With great fanfare, Steve makes a pronouncement: the single most important database you own is your collection of e-mail and other documents. (Excluding the spam, grumbles Angela.) If you keep your e-mail, excluding the spam, you have a record of your activities that can go back years. Add in all the documents you've created--letters, photos, IM transcripts, whatever--and most of us have a pretty good snapshot of our entire lives (or an important cross section of them, anyway) stashed in our computers. The problem is how to find something amidst all the ones and zeros.
What you need, says Angela, is a Google for your hard drive; as it happens, Google will be happy to provide such a service. And not just Google: Yahoo has one, Microsoft has one, and there are others, some of which actually cost money. The category as a whole is known as desktop search, and the Duo dig into the options: Steve as a longtime fan, and Angela as a naturally organized person with a great deal of skepticism about any product that claims to know it all.
Steve notes that computers are naturally well-designed to locate specific items in a huge body of data. Desktop search software, he says, does that without requiring the user to make any real effort upfront. (In other words, the time Angela spends on her meticulous file-naming system could be better used doing other things, such as making sure all the windows she has open are in pixel-perfect alignment, not that she does that on an hourly basis.) In fact, most operating systems and many e-mail programs have at least rudimentary search tools built into them. But dedicated desktop search tools can scrutinize data in many formats--and they're very, very fast.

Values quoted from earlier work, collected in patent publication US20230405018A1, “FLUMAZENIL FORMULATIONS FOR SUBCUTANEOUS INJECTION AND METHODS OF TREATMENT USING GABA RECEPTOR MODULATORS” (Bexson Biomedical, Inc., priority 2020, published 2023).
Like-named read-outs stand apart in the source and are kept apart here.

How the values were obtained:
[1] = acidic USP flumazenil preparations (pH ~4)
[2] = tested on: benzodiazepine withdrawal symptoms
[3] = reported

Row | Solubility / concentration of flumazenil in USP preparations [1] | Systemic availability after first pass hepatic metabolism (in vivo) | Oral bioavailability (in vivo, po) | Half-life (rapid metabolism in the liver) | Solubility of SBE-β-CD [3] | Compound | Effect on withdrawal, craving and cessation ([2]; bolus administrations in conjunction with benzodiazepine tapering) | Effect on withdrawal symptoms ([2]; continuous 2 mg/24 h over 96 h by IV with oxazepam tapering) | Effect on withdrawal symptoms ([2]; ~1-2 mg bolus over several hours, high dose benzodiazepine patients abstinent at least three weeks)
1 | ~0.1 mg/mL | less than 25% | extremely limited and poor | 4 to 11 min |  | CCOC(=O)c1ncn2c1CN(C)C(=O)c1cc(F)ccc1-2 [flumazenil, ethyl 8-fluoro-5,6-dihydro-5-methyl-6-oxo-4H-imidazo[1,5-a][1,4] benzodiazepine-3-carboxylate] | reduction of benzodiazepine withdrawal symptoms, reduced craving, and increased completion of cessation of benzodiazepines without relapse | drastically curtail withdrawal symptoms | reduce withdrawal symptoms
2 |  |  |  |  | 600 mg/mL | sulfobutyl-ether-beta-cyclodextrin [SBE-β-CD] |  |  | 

They do that, says Steve, by creating an index of every word on your hard drive. Then, instead of having to go through every document one by one (as, for instance, Windows XP's search does), they just look through the index, find the appropriate stuff, and present you with the item you were seeking--or, more often, a list of items that match your search criteria. That index takes a bit of time to create when you first install the program--Angela recommends leaving your computer on overnight to let the program do its thing--but once that's done, subsequent updates are so quick as to be almost unnoticeable.
Yahoo Desktop Search made the biggest impression on Steve. It's free, it's extremely fast at both indexing and searching, and you can open a preview pane that lets you see the results without having to open the document. By default the program searches just about every sort of file, but there are various ways of narrowing down a search, including buttons to have the program focus on only documents or e-mail. Steve noted one problem with the version he tested (repeated crashes of Microsoft Outlook) but he suspects that the problem will be resolved as the program moves through its current beta incarnation.